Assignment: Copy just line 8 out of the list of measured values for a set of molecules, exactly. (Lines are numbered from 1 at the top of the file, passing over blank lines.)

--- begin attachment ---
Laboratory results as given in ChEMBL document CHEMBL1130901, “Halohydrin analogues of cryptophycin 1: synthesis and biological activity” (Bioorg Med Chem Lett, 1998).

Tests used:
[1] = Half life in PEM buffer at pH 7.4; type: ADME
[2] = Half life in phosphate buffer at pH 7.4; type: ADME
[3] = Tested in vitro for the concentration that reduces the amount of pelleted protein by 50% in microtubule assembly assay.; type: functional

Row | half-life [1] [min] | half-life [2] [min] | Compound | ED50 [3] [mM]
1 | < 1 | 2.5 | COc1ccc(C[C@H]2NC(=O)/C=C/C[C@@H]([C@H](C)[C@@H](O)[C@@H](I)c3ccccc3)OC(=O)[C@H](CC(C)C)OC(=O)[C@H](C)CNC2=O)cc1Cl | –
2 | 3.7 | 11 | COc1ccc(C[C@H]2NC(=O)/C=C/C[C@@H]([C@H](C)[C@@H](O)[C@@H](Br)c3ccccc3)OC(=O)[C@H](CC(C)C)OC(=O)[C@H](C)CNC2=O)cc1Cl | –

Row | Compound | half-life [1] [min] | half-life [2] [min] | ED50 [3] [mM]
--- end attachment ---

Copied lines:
2 | 3.7 | 11 | COc1ccc(C[C@H]2NC(=O)/C=C/C[C@@H]([C@H](C)[C@@H](O)[C@@H](Br)c3ccccc3)OC(=O)[C@H](CC(C)C)OC(=O)[C@H](C)CNC2=O)cc1Cl | –